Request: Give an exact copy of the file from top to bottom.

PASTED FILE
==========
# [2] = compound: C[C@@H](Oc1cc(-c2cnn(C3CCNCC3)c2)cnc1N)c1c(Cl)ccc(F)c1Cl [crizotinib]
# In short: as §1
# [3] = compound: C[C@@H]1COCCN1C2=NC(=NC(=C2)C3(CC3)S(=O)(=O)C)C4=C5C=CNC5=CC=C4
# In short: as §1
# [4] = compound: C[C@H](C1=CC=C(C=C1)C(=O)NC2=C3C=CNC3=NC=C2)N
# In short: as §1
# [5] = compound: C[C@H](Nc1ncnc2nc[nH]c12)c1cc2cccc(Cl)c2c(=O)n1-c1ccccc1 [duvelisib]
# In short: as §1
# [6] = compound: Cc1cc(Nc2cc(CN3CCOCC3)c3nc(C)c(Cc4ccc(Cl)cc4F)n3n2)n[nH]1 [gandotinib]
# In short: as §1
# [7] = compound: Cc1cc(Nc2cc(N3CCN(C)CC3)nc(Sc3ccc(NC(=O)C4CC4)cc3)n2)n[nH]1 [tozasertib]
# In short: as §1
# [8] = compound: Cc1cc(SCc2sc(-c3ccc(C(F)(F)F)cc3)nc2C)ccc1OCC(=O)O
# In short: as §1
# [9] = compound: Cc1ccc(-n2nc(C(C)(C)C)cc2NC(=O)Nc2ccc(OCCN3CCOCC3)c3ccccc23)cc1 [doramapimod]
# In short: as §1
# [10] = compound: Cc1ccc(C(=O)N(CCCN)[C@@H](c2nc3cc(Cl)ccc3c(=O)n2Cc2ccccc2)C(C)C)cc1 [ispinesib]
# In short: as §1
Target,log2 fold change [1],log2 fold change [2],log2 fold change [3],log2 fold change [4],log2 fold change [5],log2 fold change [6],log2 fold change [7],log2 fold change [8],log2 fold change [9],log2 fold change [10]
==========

# [2] = compound: C[C@@H](Oc1cc(-c2cnn(C3CCNCC3)c2)cnc1N)c1c(Cl)ccc(F)c1Cl [crizotinib]
# In short: as §1
# [3] = compound: C[C@@H]1COCCN1C2=NC(=NC(=C2)C3(CC3)S(=O)(=O)C)C4=C5C=CNC5=CC=C4
# In short: as §1
# [4] = compound: C[C@H](C1=CC=C(C=C1)C(=O)NC2=C3C=CNC3=NC=C2)N
# In short: as §1
# [5] = compound: C[C@H](Nc1ncnc2nc[nH]c12)c1cc2cccc(Cl)c2c(=O)n1-c1ccccc1 [duvelisib]
# In short: as §1
# [6] = compound: Cc1cc(Nc2cc(CN3CCOCC3)c3nc(C)c(Cc4ccc(Cl)cc4F)n3n2)n[nH]1 [gandotinib]
# In short: as §1
# [7] = compound: Cc1cc(Nc2cc(N3CCN(C)CC3)nc(Sc3ccc(NC(=O)C4CC4)cc3)n2)n[nH]1 [tozasertib]
# In short: as §1
# [8] = compound: Cc1cc(SCc2sc(-c3ccc(C(F)(F)F)cc3)nc2C)ccc1OCC(=O)O
# In short: as §1
# [9] = compound: Cc1ccc(-n2nc(C(C)(C)C)cc2NC(=O)Nc2ccc(OCCN3CCOCC3)c3ccccc23)cc1 [doramapimod]
# In short: as §1
# [10] = compound: Cc1ccc(C(=O)N(CCCN)[C@@H](c2nc3cc(Cl)ccc3c(=O)n2Cc2ccccc2)C(C)C)cc1 [ispinesib]
# In short: as §1
Target,log2 fold change [1],log2 fold change [2],log2 fold change [3],log2 fold change [4],log2 fold change [5],log2 fold change [6],log2 fold change [7],log2 fold change [8],log2 fold change [9],log2 fold change [10]